This is not a story about Manti Te’o. He is, after all, a 21-year-old kid caught up in something—a cruel and elaborate hoax? A fabrication?—that no one yet seems to have a total grip on. Yet.
This is a story about a man named Paul H. Dunn.
Paul H. Dunn was a high-ranking leader in the LDS Church during the 1970s and 1980s. He gave public talks, as LDS Church leaders are expected to do, and wrote over fifty books.
In a couple of those books, Dunn described how he had played baseball for the St. Louis Cardinals. That he’d pitched to Joe DiMaggio and Ted Williams and rubbed elbows with Stan Musial.
He also told stories about his service in World War II. He said that he was one of six soldiers out of his battalion of 1,000 to have survived the war. He said a buddy named Harold Lester Brown had died in his arms on Okinawa—prayers on his lips—and that Dunn himself had helped bury the body.
Stories like these made Paul H. Dunn one of the best-loved motivational speakers in the world of Mormonism.
Dunn had never played for the Cardinals. Harold Lester Brown was alive in Missouri. And lots of men from the Second Battalion made it home alive.
At first, Dunn defended his fabrications by comparing the stories to Jesus’ parables. Eventually, though, he apologized to the Mormon people in the Church-owned Deseret News.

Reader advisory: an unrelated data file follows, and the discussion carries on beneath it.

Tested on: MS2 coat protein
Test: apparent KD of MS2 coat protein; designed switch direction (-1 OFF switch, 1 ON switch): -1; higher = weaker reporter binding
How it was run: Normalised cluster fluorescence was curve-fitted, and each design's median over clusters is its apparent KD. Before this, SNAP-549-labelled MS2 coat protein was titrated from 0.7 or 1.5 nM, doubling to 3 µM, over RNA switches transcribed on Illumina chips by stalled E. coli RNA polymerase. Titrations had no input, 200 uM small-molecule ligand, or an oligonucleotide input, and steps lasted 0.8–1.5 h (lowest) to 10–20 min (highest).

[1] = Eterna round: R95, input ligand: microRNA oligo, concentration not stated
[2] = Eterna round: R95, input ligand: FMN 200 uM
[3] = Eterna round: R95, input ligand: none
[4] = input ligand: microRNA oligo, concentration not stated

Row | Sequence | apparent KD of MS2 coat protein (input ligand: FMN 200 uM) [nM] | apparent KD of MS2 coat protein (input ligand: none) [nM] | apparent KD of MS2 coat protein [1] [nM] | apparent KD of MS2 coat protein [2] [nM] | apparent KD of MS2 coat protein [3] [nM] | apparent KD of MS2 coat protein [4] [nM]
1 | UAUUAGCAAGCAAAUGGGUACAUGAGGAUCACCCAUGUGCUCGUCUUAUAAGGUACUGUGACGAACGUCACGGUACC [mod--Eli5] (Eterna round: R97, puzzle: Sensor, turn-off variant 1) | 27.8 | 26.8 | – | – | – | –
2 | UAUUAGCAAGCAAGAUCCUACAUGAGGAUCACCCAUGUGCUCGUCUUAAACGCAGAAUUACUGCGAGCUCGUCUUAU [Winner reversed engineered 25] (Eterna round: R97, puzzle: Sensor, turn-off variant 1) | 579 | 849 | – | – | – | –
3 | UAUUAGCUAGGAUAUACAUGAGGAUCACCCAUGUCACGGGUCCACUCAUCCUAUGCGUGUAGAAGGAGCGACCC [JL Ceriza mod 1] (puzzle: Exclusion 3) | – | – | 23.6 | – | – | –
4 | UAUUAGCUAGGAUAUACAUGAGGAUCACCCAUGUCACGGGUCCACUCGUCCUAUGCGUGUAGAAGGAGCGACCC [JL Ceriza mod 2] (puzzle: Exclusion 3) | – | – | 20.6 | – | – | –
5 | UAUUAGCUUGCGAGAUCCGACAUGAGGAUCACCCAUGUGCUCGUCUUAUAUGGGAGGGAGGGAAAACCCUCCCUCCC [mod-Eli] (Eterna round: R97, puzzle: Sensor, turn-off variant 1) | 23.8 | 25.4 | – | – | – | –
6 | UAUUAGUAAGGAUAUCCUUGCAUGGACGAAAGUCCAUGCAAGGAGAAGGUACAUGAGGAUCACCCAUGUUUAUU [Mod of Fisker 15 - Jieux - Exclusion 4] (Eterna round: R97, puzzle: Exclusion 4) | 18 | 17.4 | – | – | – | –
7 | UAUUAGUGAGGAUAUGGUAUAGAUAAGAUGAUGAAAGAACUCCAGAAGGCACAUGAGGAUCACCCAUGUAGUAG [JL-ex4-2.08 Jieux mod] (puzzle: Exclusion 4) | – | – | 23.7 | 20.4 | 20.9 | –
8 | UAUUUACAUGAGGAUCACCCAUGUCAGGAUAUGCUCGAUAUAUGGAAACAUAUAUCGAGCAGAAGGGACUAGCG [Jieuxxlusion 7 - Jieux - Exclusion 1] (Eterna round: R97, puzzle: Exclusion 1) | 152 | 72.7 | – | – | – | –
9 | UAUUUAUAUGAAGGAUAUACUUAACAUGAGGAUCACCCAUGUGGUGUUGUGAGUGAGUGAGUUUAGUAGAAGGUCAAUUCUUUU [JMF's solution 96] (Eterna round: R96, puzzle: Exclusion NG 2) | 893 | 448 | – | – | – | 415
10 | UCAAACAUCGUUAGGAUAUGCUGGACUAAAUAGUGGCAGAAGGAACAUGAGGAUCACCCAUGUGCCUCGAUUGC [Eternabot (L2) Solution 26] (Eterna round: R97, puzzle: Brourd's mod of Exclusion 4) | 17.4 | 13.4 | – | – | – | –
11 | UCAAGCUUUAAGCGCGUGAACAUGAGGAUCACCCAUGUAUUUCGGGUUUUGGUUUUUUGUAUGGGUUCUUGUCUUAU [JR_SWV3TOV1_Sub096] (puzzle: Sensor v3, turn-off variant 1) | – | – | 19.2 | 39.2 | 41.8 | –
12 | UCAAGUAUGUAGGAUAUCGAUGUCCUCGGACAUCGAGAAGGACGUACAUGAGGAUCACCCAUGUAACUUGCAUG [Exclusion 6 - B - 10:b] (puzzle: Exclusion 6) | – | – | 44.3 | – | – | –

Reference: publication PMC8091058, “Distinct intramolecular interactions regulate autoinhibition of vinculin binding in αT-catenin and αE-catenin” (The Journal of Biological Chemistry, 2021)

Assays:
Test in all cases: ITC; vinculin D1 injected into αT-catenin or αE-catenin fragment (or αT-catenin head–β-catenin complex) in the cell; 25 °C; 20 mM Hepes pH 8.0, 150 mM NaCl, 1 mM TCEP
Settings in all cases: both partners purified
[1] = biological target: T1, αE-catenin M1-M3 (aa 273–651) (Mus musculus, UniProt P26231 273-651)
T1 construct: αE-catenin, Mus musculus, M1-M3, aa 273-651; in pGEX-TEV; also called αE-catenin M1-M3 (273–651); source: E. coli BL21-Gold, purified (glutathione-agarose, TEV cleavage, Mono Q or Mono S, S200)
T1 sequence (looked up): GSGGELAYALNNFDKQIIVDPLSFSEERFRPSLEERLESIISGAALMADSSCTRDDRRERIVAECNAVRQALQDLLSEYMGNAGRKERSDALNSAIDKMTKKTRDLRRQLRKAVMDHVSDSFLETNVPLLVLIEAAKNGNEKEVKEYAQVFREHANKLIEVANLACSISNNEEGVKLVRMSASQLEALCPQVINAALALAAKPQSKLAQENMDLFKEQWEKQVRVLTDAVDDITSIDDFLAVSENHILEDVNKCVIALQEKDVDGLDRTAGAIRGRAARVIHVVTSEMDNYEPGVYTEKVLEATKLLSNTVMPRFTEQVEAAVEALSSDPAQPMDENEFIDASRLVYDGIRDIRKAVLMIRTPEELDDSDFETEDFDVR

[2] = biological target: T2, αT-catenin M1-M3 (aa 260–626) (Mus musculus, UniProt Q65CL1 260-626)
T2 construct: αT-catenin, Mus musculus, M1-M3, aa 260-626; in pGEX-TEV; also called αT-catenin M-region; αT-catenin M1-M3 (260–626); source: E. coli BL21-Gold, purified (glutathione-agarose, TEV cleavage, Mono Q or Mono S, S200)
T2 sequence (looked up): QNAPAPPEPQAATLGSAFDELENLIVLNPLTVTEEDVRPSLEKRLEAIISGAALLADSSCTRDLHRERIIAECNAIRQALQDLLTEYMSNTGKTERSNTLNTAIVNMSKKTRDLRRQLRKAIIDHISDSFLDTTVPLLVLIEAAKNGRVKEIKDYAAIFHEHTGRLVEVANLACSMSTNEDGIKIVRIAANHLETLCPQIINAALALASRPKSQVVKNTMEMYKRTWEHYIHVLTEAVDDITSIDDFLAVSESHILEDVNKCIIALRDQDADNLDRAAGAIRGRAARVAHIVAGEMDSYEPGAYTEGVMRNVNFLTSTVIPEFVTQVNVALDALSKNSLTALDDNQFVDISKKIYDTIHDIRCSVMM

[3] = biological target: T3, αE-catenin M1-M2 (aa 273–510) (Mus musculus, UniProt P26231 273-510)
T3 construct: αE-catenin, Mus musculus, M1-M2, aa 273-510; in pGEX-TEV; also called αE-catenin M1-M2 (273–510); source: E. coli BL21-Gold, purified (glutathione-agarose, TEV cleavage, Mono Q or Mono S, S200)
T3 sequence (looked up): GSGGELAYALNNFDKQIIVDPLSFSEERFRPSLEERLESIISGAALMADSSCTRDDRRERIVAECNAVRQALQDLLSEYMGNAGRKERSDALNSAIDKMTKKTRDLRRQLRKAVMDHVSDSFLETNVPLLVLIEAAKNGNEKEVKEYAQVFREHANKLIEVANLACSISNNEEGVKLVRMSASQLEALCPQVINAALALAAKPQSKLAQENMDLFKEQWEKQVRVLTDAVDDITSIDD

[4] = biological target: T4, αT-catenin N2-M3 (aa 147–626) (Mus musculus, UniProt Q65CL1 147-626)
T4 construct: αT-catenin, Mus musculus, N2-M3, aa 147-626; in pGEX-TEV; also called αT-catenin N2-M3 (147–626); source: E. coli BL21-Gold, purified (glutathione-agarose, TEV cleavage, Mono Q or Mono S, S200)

But was anyone really that upset with Paul H. Dunn to begin with?
After all, in Mormonism, we don’t have paid priests or theologians. Every sermon, every Sunday School lesson, every evening devotional: we give it ourselves, us lay people. From the time we are four years old—no joke—we stand behind podiums and we tell stories we pull out of our guts.
We tell them hard, and we hope they’ll work. We hope they’ll bring people to tears, to help them feel the Spirit. Because people are so hungry for stories. People need to feel something that lifts them a little. And not everyone can deliver. If you can, everyone is looking to you. If you can, you must.
But this is not a story about Manti Te’o. This is not a story about the pressure to deliver, for your team, your community, for all of us regular people, time and time again.
It’s a story about the kinds of stories we regular people demand, hunger for, and fixate on: the unstoppable star athlete, the faithful war buddy, the beautiful tragic dead girl.
Romances much easier to wrap our minds around than the problems of worldly evil—the disturbed and isolated gunman, twenty dead first-graders, a defunded mental health system, and an American culture of gun idolatry—and the profound moral challenges they present.